Reagan and George H.W. Bush both had representatives lay wreaths on Memorial Day

Blog ››› ››› TODD GREGORY

Right-wing media figures are suggesting that President Obama's plan to participate in a Memorial Day event in Chicago and have Vice President Joe Biden lay a wreath at the Tomb of the Unknown Soldier in Arlington National Cemetery is unprecedented and a sign of disrespect to the military. In fact, both Presidents Reagan and George H.W. Bush had representatives lay wreaths at the Tomb of the Unknown Soldier.

In 1983, President Reagan had Deputy Defense Secretary Paul Thayer represent him at the ceremony. A May 30, 1983, Washington Post article reported (from Nexis):

The official commemoration of Memorial Day will take place at Arlington today at 11 a.m. when Deputy Secretary of Defense Paul Thayer, representing President Reagan, will lay a wreath at the tomb. A plaque representing the unidentified dead from the Vietnam war will be dedicated and placed at the shrine at 11 a.m.

On May 30, the Associated Press reported that Reagan was at an economic summit that day:

At Arlington National Cemetery, thousands gathered for the traditional wreath-laying ceremonies at the Tomb of the Unknown Soldier, and a new tomb was dedicated to the 58,000 men who died in the Vietnam War. But that crypt lies empty, because there are no unidentified casualties from the divisive conflict.

President Reagan, continuing his summit meeting in Williamsburg, Va., with leaders of the industrialized democracies, proclaimed Monday "a day of prayer for permanent peace" and called on Americans throughout the country to unite in prayer at 11 a.m.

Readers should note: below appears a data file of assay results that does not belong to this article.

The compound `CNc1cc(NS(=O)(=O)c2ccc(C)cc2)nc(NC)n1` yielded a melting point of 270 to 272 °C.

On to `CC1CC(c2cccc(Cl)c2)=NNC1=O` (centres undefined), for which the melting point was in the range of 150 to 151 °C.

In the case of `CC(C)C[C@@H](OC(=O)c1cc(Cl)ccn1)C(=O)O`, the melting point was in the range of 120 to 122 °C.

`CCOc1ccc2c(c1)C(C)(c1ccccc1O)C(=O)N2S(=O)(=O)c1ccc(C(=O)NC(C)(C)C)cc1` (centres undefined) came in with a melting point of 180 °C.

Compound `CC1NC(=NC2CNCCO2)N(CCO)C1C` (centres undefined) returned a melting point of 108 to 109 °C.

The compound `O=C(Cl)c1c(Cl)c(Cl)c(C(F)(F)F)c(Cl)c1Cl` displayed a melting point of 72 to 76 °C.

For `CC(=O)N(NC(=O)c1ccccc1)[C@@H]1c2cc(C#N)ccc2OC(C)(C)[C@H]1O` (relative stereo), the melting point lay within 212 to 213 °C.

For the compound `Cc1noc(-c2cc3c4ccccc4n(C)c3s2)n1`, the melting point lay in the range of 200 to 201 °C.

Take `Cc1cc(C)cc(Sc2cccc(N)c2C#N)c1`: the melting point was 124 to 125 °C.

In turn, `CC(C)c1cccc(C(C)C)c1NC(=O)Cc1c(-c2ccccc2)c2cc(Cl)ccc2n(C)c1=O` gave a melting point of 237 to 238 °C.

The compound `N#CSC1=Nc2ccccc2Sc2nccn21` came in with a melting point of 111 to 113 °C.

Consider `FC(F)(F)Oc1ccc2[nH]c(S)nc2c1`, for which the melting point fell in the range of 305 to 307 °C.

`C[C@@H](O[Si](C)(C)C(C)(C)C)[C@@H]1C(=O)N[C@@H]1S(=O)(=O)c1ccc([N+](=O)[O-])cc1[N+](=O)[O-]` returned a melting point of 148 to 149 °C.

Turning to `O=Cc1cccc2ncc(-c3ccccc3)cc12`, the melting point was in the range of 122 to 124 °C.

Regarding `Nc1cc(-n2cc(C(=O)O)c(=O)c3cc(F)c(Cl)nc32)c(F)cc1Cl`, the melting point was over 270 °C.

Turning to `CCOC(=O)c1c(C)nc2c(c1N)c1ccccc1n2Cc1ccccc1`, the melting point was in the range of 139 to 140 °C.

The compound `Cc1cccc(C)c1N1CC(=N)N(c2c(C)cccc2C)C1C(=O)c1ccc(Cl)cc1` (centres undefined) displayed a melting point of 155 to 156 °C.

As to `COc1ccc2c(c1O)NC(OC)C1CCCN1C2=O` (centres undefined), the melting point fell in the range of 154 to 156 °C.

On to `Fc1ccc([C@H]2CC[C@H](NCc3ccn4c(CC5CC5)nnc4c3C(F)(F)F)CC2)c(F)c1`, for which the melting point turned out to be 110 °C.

The next day, the Post reported:

Down a grassy slope from the Tomb of the Unknown Soldier at Arlington National Cemetery, in a valley of trees a short distance from where Deputy Secretary of Defense W. Paul Thayer was placing a wreath of carnations yesterday, two women and a girl stood silently before a grave, heads down, arms behind their backs.

While ceremonial guns were booming and ceremonial heels were clicking, while a nation was engaged in formal mourning on a day set aside for that purpose, the two women and the girl were quiet with their own Memorial Day memories.

By the time the formalities were over, and the hundreds of spectators had scattered, the two women and the girl had left. In addressing the crowd, Thayer had said that Memorial Day was a time to "pay tribute to over one million men and women who gave their lives in the armed forces of our land."

Similarly, The Boston Globe reported that on Memorial Day in 1992, Vice President Dan Quayle laid a wreath at the tomb while Bush spoke to American Legion members in Kennebunkport, Maine, and played golf. From a May 26, 1992, Globe article:

Meanwhile, Vice President Dan Quayle, laying a wreath before the Tomb of the Unknowns at Arlington National Cemetery, spoke of patriotic values.

"Unfortunately, today some mock and scorn our reverence for values. They don't seem to grasp the meaning of values - values of freedom, patriotism, duty, honor and country," Quayle said.

Wrapping up his Memorial Day weekend trip, Bush played a final round of golf in chilly weather before delivering his remarks to the American Legion members. His foursome included GOP Gov. John McKernan of Maine.

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